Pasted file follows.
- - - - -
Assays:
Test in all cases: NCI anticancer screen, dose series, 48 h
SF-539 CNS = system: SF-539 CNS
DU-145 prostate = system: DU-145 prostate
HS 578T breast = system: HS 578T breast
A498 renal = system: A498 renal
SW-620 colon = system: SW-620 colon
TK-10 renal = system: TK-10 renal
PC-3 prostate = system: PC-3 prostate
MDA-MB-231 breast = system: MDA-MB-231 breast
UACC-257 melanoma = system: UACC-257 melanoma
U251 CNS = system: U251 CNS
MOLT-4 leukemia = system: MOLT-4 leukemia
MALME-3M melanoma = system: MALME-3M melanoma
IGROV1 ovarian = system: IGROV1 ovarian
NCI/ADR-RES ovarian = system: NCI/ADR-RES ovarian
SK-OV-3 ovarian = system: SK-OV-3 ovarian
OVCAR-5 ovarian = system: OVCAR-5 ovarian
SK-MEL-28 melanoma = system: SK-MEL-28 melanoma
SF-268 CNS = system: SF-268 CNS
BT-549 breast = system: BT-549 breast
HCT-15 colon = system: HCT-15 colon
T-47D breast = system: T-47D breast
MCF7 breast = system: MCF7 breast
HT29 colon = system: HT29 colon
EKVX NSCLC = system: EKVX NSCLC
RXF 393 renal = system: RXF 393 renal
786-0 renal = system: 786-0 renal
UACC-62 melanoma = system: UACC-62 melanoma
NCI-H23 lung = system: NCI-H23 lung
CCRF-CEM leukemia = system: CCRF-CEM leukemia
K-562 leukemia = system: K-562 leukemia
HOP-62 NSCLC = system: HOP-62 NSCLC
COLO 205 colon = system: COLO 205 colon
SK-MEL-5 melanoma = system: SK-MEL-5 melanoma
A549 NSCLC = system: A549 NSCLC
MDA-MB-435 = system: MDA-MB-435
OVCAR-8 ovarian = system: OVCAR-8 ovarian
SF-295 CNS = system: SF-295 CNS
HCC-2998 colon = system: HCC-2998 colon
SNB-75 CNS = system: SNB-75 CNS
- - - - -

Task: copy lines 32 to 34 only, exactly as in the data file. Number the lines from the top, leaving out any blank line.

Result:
K-562 leukemia = system: K-562 leukemia
HOP-62 NSCLC = system: HOP-62 NSCLC
COLO 205 colon = system: COLO 205 colon